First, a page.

- Professor Goldthorpe curated lists of museums to populate each map, based on open source web resources. For example, consider this list of natural history museums in the United States, created via crowdsourcing on Wikipedia. She estimated that about 20 hours of work was required in compiling and cross-checking lists of museums by subject.
- The Learning Designer and Multimedia Developer plotted the museums on the map using best practices. These included using differentiating icons so that students can see at-a-glance if they are looking at the correct map, using groups to apply uniform styles, and dividing the maps by region to make it easier to navigate using a screenreader.
- The Learning Designer hosted the maps on a page in the course site that students could refer to easily. The page is located in the Getting Started module so that students are introduced to the resource in the first few days of the course.
- We linked to the page from each related assignment so that it is clear when students should utilize the maps.
- We also provided contextualization on the page about how the Museums Maps could be used in the course, so that they integrate into the course more completely. Otherwise, students might not know what to do with them!
We were aware of Google Maps’ data import feature and we experimented with a few alternative methods of importing all the location data we received. One of these methods was copying and pasting the data into an Excel Spreadsheet to automatically pin all the museum locations. While the method did work, each pin lacked the necessary location details (i.e. business hours, contact information, photos, exact address, reviews) to make the maps beneficial for the students. Manually plotting and checking each museum location ended up being the best and most accurate method for all maps.
Although we consider this a successful use of educational technology, there were some features that we had hoped to add to the Museum Maps that we weren’t able to include in this short time frame. For example, we had originally hoped that students could collaborate on the maps, removing points when museums close, adding points as they discover new museums, and commenting on museums, sharing images and video of their visits. That is one one significant drawback to the Google My Maps platform: the lack of a comment system for students to engage in discussion directly related to points of interest on shared maps.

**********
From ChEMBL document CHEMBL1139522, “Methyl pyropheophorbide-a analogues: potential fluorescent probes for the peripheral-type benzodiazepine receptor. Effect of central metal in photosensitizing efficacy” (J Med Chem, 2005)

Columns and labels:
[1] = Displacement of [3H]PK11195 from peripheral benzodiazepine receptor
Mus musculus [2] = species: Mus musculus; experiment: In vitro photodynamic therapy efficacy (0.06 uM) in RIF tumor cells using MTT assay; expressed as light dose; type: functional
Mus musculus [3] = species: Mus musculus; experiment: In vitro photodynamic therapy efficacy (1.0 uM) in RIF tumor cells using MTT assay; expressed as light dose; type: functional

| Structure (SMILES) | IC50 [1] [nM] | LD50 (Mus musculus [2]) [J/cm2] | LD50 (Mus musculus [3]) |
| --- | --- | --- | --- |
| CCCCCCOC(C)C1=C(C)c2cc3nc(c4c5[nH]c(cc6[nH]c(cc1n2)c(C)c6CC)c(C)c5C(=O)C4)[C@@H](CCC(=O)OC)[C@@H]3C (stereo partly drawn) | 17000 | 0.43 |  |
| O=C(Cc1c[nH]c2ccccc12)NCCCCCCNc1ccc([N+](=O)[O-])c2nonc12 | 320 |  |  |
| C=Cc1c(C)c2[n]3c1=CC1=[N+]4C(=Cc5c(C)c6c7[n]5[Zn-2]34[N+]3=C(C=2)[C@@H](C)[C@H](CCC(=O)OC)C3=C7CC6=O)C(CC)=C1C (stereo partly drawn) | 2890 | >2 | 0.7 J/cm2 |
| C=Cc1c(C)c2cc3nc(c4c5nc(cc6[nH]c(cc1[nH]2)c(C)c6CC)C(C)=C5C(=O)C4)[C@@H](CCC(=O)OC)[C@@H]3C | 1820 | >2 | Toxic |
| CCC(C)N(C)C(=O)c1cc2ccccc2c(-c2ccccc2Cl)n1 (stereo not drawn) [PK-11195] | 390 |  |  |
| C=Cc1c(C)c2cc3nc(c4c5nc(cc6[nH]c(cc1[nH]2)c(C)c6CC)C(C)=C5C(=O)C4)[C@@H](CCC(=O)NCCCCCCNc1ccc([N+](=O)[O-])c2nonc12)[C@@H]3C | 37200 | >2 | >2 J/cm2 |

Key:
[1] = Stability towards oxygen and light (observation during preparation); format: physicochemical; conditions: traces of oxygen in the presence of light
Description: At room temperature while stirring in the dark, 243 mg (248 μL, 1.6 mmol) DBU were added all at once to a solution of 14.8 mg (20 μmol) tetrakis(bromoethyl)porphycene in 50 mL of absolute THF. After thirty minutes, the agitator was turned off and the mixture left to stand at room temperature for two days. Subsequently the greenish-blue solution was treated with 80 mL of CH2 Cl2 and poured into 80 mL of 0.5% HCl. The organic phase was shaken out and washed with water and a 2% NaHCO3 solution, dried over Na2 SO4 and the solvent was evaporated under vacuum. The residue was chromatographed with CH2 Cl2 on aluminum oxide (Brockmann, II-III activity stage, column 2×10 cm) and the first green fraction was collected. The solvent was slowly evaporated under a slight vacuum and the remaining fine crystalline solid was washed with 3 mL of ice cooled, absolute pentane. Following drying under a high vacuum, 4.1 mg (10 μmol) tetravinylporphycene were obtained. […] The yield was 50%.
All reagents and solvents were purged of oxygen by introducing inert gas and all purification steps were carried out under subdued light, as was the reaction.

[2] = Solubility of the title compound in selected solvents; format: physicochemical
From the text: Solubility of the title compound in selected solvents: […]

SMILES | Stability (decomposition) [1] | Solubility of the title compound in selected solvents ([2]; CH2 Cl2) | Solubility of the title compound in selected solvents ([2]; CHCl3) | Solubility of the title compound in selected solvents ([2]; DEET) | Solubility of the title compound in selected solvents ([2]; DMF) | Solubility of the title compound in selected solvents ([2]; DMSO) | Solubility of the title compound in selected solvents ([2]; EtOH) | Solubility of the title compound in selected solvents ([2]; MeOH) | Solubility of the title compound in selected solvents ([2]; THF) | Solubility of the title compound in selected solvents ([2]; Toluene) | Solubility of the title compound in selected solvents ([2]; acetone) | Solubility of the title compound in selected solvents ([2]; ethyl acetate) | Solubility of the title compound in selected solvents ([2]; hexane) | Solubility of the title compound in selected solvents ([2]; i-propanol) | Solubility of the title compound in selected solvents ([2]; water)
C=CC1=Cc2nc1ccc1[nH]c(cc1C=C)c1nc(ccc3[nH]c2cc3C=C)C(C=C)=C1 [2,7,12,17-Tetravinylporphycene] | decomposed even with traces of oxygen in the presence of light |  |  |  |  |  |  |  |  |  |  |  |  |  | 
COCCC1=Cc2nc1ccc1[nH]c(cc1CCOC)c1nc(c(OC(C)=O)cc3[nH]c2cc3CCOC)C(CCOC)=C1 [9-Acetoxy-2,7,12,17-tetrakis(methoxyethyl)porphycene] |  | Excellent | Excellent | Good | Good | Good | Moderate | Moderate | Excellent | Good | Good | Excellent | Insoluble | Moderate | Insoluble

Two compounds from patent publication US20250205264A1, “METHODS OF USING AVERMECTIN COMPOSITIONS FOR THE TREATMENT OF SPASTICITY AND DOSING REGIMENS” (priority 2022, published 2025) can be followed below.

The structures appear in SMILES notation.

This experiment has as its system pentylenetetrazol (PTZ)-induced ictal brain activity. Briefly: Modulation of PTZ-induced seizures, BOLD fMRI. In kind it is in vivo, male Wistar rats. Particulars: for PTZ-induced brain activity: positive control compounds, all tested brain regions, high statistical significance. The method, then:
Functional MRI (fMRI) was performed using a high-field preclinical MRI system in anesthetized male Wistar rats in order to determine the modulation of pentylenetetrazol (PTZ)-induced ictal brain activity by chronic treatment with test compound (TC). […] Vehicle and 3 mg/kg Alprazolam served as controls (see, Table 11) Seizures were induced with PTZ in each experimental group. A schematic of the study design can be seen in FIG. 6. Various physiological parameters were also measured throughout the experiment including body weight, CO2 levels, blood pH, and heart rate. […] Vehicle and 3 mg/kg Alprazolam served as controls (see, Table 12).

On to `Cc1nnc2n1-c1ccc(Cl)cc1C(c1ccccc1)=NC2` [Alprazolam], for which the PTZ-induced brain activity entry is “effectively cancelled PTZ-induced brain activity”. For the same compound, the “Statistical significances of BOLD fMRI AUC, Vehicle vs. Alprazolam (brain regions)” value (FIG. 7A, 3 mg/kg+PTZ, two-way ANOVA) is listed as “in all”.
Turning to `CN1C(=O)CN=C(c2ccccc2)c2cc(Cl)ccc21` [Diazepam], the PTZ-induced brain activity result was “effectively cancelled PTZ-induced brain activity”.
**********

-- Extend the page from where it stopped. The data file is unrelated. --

We had also hoped that students might be able to create their own maps, documenting their visits (either in person of virtual) throughout the quarter. With iframe embedding features, students could create and share maps, add photos, descriptions, and YouTube videos to each location, and embed maps into Canvas discussion posts as iframes. However, student Google Apps for Education accounts at Northwestern do not currently include the My Maps application, and we would have had to request this access (potentially on a university level or student-by-student basis) from Northwestern Information Technology.
Assessment and Follow Up
This course is being taught in its revised form for the first time in Spring 2017, so we have yet to receive student feedback on the maps.
However, we did collect anonymous faculty feedback at our course presentation and a quick review reveals that they were impressed. Most comments were enthusiastic, and included: “The map resource of museums is quite amazing! Bravo!” and “The museum maps are impressive – what an exciting resource!”
One faculty member noted that “[This was] clearly a challenge of great (and rewarding) magnitude. It appears the location map will be used as a ‘living’ resource for courses addressing museum studies. Quite impressive!”
Another acknowledged “…that common tools such as Google Maps are being used for new purposes. Any time a student can learn to use a tool that isn’t ed-tech specific to enhance their overall digital literacy is positive in my opinion.”
You can read more about Google Maps for Education, and if you would like to include a map feature in your online course, contact a Learning Designer or Instructional Technologist for assistance!
I would like to thank Professor Caroline Goldthorpe and Multimedia Coordinator Patricia Chrastka for their contributions to this blog post.